Further confounding research into dose related risk of CS is the finding that different corticosteroids may have different potencies to induce NON. While NON has been described with both Methylprednisolone and Prednisolone, one study using a rabbit model has shown Methylprednisolone to be more likely to induce NON than Prednisolone or Triamcinolone at equivalent doses [31]. Also, bone reparative response was observed in cases of Prednisolone and Triamcinolone but not with Methylprednisolone [31]. Niinimaki et al. [32] and Bradbury et al. [23] have shown a statistically significant correlation between higher cumulative Dexamethasone (a Methylprednisolone derivative) dose and NON, but not Prednisolone dose [32]. Pulsed rather than continuous administration of steroids has been implicated in NON [23,27] although multiple confounding factors make this difficult to interpret. Parenteral or oral administration is much more likely to lead to NON than other routes of administration [28]. Inhaled [33] and intramuscular [34] steroids inducing NON have been described but methodological flaws make these cases questionable [28,35].

Although the literature, particularly human literature, is limited it appears that a dose dependant relationship of CS induced NON does exist; it is reasonable to suggest that as low a dose of CS as clinically possible, monitoring of steroid related side effects and limited use of Methylprednisolone in favour of other CS may reduce the risk of NON. These are far from proven and require methodologically stringent human trials before they can be recommended with certainty.

3.3. Influence of Clinical Associations

Patients receiving CS often have conditions that have themselves been implicated in causing NON including vasculitis or collagen synthesis disorders, such as systemic lupus erythematosus (SLE) [1,9,14,30,36,37]. Studies investigating the contribution of these disorders to NON are difficult as the treatment, high dose or long term CS, confound the conclusions. Patients with SLE and Raynaud’s phenomenon (a disorder of peripheral vasoconstriction) have been shown to be at higher risk of CS induced NON [30]. ON following organ transplantation and subsequent long term CS use is well documented [16,38]; there may be a higher incidence of NON following renal transplantation. Studies typically quote 2% - 3% prevalence amongst cardiac transplant and 3% - 40% in a renal transplant group [23,28]. One hypothesis for this suggests co-existing renal disease may lead to osteoporosis and recurrent micro-fracture, possibly increasing the risk of NON [16]. One study suggests an association between CS induced NON and inflammatory bowel disease [39].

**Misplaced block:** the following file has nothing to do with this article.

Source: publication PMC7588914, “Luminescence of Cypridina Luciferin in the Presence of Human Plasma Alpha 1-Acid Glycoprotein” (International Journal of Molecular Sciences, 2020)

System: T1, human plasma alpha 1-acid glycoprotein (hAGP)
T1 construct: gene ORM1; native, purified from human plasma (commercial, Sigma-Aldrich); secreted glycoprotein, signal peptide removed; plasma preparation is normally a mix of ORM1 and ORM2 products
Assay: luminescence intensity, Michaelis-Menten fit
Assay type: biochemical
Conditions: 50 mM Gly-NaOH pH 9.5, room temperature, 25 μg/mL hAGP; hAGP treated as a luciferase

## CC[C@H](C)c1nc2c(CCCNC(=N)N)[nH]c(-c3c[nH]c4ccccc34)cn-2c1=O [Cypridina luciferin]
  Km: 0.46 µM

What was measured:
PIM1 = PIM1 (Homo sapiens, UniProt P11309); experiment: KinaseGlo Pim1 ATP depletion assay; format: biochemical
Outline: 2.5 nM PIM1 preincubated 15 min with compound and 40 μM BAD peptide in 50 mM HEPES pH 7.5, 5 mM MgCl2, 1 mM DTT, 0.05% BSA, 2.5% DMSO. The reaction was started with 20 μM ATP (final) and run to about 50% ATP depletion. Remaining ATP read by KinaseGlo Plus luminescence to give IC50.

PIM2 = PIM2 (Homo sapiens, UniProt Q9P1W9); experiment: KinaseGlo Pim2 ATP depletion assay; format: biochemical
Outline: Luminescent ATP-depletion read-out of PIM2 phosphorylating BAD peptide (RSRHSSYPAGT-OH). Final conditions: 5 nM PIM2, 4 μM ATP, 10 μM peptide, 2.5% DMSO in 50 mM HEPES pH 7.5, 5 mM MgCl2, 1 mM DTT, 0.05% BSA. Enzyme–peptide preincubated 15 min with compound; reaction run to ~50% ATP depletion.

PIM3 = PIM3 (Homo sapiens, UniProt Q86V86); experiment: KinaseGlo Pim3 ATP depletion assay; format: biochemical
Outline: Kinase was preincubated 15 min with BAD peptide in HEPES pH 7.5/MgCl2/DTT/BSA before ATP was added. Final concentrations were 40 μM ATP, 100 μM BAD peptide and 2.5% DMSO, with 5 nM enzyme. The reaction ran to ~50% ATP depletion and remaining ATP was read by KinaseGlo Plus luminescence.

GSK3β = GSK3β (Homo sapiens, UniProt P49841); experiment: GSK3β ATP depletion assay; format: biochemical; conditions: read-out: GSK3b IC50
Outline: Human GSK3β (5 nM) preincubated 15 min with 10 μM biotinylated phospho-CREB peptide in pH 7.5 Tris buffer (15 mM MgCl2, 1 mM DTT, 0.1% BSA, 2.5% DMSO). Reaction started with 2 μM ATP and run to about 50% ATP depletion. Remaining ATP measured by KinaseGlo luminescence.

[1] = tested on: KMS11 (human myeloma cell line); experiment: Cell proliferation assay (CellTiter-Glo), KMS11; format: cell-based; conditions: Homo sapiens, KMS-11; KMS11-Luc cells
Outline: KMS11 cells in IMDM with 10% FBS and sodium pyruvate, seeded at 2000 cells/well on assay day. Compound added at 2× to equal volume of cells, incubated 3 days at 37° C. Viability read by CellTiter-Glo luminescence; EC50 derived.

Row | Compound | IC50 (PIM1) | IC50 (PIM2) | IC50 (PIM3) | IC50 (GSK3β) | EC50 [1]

3.4. Investigations into Prevention

Recent interest in a possible vascular, coagulopathy [7] or lipid related [6,7] mechanism of CS induced NON has lead to investigations into possible pharmaceutical prevention. Most of the literature involves animal models or in vitro experiments, the few human studies are retrospective and methodologically poor.